The Many Faces of Angkor Thom and Bayon ~ Siem Reap, Cambodia

I’m in Cambodia at the moment with four gifted professional photographers and thirteen talented amateurs. All I can say is this: Thank heavens I’m not taking pictures for my living! It’s not that my photos are bad – well, not all of them – it is just that those taken by everyone else are extraordinary.

Line of stone kmer gods, South Gate, Angkor Thom

Khmer Gods line the right side of the bridge to South Gate, Angkor Thom, 12C

Our photographic mentors and tour leaders, Karl Grobl, Gavin Gough, Marco Ryan and Matt Brandon have kept us busy chasing light in what can only be described as an aspiring photographer’s paradise: gentle, smiling, photography-friendly people, impossibly green landscapes, and the mystical, magical ruins spanning 400 years of Khmer civilisation. Week one of our trip, which we spent in and around the temples of Angkor, culminated in a program of slides showcasing everyone’s photo-stories. The themes of the stories demonstrated the breath of our group: there were stories about temples, about people’s lives, about tattoos, about the arts, about tuk-tuks and their drivers, etc. Mine was on schooling and education (no surprise to anyone who knows me) and I’ll probably share bits of that in weeks to come.

Our schedule has been gruelling, as we have alternated between the classroom and location shoots. Any free time I’ve had has been spent trying to come to grips with new technologies, which are always two or more steps ahead of me, and dealing with temperamental computer systems, which have been threatening to fail. So, I’m running… I guess I’ll process it all (photographically and metaphorically) when I return home next week.

In the mean time, I’ll share some of the faces of Bayon and the South Gate, Angkor Thom.

Row of stone khmer gods, South Gate, Angkor Thom

Gods on the Right... South Gate, Angkor Thom, 12C

Close-up of a Khmer demon, South Gate, Angkor Thom

Demons on the left... South Gate, Angkor Thom, 12C

Five male khmer workers on two motorcycles, South Gate, Angkor Thom

Workers in the middle... South Gate, Angkor Thom

Golden long-boats with pheasant-head prows, Angkor Thom moat

Golden Pheasant Long Boats, Angkor Thom Moat

The Face of South Gate, Angkor Thom against the sky.

The Bayon-style (1181-1243) South Gate stands twenty-three meters high. The faces look out over King Jayavarman VIIs domain in all four directions. Angkor Thom.

We visited the Bayon temple in Angkor Thom on two separate occasions, and I never tire of it. My problem is deciding which of the almost-exactly-the-same pictures to select and keep!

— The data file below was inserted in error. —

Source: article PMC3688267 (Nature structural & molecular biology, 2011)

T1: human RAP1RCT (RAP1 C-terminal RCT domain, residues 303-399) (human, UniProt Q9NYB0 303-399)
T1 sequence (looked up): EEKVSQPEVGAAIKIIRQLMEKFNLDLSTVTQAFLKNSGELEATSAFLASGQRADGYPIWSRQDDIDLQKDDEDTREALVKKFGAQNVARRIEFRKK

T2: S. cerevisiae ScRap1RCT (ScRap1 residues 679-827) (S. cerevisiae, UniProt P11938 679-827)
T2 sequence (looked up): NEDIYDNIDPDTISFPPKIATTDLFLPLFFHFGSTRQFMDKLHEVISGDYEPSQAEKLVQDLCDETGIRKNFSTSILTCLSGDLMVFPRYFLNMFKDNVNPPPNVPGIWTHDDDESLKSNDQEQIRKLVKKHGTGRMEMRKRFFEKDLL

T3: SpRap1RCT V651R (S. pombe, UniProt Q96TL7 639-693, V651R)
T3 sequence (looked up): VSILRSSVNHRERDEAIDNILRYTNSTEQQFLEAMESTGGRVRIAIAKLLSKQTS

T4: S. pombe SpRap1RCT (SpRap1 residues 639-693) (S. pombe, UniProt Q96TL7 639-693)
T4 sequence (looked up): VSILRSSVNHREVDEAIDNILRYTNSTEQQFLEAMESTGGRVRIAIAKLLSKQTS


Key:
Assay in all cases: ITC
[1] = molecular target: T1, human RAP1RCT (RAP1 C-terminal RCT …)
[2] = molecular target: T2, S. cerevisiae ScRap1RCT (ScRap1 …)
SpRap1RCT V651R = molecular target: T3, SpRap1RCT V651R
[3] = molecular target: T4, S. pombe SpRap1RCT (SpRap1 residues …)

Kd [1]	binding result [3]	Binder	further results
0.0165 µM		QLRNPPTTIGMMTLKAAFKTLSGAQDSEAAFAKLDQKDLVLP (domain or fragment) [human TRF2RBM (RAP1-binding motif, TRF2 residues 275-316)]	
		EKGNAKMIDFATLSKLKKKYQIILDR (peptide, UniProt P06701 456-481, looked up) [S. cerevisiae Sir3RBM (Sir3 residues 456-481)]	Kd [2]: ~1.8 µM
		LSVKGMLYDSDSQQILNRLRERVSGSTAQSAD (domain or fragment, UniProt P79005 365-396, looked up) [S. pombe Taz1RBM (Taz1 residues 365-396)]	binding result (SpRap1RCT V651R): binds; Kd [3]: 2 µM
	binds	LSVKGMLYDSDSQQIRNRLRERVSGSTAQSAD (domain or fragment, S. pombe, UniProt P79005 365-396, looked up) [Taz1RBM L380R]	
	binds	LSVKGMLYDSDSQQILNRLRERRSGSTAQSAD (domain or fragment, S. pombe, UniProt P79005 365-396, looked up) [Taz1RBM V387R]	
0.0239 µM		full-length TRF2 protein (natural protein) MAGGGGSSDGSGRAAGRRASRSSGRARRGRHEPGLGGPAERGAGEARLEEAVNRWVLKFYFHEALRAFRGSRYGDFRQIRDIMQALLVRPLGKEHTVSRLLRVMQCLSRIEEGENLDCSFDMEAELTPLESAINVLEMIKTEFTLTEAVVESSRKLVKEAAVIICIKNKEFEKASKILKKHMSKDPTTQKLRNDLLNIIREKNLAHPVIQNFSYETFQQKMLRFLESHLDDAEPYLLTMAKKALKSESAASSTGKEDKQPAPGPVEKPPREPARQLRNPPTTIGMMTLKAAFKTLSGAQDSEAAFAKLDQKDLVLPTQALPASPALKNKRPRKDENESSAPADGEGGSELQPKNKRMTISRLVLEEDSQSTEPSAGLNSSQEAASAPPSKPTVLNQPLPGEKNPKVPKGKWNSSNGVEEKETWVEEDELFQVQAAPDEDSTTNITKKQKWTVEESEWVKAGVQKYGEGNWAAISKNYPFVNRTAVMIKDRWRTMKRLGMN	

Wide-angle view of The Bayon

Paying tribute to a pantheon of gods from Hinduism and early Buddhism, the Bayon was built in the early 1200's. Thirty-seven of the original fourty-nine (or fifty-four?) Bayon towers are still standing.

Two large stone Bodhisattva faces

In the Bayon, you are surrounded by the enigmatic smiles of the Bodhisattva of Universal Compassion. No one is sure exactly how many faces there are!

Portrait: Khmer female, Bayon

The smiles of the temple workers are just as warming.

A Khmer woman lights candles and incense for temple offerings

Lighting the Temple Fires

Khmer woman seated in candle light next to a Buddhist shrine

Candle Light and Incense Burning

Sitting Buddha in Gold Cloth

One of several Buddhist shrines hidden in Bayon's maze.

Looking down on a bronze-coloured Buddha image

Buddha's Blessings

Young khmer male in straw hat

Student Worker, Bayon

Composite: Khmer granny with beetle-nut smile and Bodhisattva, Bayon

More Smiles: Beetle-nut Granny and Bodhisattva

Large stone  Bodhisattva image, Bayon

Avalokiteshvara Bodhisattva, the Mahayana Buddhist ideal of Compassion

Large stone Bodhisattva statue, Bayon

Last smile of the Avalokiteshvara Bodhisattva 'Lokesvara' for today...

Two khmer boys, Bayon

Entry to the temples is free to Cambodians and it is nice to see families enjoying their heritage.

Soles of two feet on a tuk-tuk arm-rest

Tuk-tuk drivers rest until their customers return from the temples


Until next time, may you keep smiling and may the Bodhisattva smile on you.

Happy Travels!


  • gabe - July 21, 2011 - 11:23 pm

    Ursula, you’re absolutely correct. Never get tired of the photo’s. I especilly like the photo of the keeper of the light, the laughing elderly lady and the two boys at the end. The perspective behind them is cool. Way to go.ReplyCancel

  • Signe Westerberg - July 21, 2011 - 11:54 pm

    I have come to love my Friday morning trips to unknown places, well unknown to me that is. What a wonderful way to start my day, enjoying the wonderful photo’s and the magic descriptions. I am blessed, thank you.ReplyCancel

    • Ursula - July 21, 2011 - 11:58 pm

      Heartfelt thanks to my two most vocal readers! I’m so happy to have you both along. 🙂ReplyCancel

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